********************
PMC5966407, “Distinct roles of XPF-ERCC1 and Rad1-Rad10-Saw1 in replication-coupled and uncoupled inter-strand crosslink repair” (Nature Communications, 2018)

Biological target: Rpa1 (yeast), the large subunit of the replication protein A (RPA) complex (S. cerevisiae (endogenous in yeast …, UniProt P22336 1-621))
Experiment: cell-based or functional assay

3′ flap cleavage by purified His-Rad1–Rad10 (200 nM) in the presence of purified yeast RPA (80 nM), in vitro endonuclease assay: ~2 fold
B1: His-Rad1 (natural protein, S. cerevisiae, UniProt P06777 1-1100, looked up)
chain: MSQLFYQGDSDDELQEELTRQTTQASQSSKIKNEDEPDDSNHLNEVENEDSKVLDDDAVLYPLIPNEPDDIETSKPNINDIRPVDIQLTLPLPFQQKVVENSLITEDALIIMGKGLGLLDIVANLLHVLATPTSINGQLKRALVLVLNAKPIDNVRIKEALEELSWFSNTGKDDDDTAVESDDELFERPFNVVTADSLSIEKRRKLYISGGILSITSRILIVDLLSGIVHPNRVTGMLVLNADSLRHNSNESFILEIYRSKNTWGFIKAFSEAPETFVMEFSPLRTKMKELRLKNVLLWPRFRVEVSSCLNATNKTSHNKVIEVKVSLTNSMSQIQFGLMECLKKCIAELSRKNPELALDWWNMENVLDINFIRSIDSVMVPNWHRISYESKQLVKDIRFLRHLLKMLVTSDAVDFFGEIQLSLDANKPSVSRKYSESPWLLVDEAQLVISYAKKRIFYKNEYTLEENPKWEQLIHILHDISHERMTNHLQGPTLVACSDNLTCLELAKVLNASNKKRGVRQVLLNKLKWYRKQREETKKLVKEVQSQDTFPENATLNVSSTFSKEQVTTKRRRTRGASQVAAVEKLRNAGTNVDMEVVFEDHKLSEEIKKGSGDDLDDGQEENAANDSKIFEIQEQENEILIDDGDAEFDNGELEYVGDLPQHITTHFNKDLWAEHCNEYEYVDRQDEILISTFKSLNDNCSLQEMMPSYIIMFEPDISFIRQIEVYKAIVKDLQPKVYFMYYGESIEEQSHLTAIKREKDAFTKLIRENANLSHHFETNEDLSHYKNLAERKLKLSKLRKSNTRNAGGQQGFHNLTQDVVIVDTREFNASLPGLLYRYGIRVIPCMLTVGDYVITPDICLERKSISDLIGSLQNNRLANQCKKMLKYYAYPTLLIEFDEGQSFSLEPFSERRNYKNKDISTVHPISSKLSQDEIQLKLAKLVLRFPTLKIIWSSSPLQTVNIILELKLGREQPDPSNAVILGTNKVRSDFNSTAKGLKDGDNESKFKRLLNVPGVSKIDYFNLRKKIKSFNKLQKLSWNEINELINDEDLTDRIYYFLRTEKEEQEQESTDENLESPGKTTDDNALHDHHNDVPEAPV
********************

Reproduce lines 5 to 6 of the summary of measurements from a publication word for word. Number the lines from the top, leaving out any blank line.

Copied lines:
B1: His-Rad1 (natural protein, S. cerevisiae, UniProt P06777 1-1100, looked up)
chain: MSQLFYQGDSDDELQEELTRQTTQASQSSKIKNEDEPDDSNHLNEVENEDSKVLDDDAVLYPLIPNEPDDIETSKPNINDIRPVDIQLTLPLPFQQKVVENSLITEDALIIMGKGLGLLDIVANLLHVLATPTSINGQLKRALVLVLNAKPIDNVRIKEALEELSWFSNTGKDDDDTAVESDDELFERPFNVVTADSLSIEKRRKLYISGGILSITSRILIVDLLSGIVHPNRVTGMLVLNADSLRHNSNESFILEIYRSKNTWGFIKAFSEAPETFVMEFSPLRTKMKELRLKNVLLWPRFRVEVSSCLNATNKTSHNKVIEVKVSLTNSMSQIQFGLMECLKKCIAELSRKNPELALDWWNMENVLDINFIRSIDSVMVPNWHRISYESKQLVKDIRFLRHLLKMLVTSDAVDFFGEIQLSLDANKPSVSRKYSESPWLLVDEAQLVISYAKKRIFYKNEYTLEENPKWEQLIHILHDISHERMTNHLQGPTLVACSDNLTCLELAKVLNASNKKRGVRQVLLNKLKWYRKQREETKKLVKEVQSQDTFPENATLNVSSTFSKEQVTTKRRRTRGASQVAAVEKLRNAGTNVDMEVVFEDHKLSEEIKKGSGDDLDDGQEENAANDSKIFEIQEQENEILIDDGDAEFDNGELEYVGDLPQHITTHFNKDLWAEHCNEYEYVDRQDEILISTFKSLNDNCSLQEMMPSYIIMFEPDISFIRQIEVYKAIVKDLQPKVYFMYYGESIEEQSHLTAIKREKDAFTKLIRENANLSHHFETNEDLSHYKNLAERKLKLSKLRKSNTRNAGGQQGFHNLTQDVVIVDTREFNASLPGLLYRYGIRVIPCMLTVGDYVITPDICLERKSISDLIGSLQNNRLANQCKKMLKYYAYPTLLIEFDEGQSFSLEPFSERRNYKNKDISTVHPISSKLSQDEIQLKLAKLVLRFPTLKIIWSSSPLQTVNIILELKLGREQPDPSNAVILGTNKVRSDFNSTAKGLKDGDNESKFKRLLNVPGVSKIDYFNLRKKIKSFNKLQKLSWNEINELINDEDLTDRIYYFLRTEKEEQEQESTDENLESPGKTTDDNALHDHHNDVPEAPV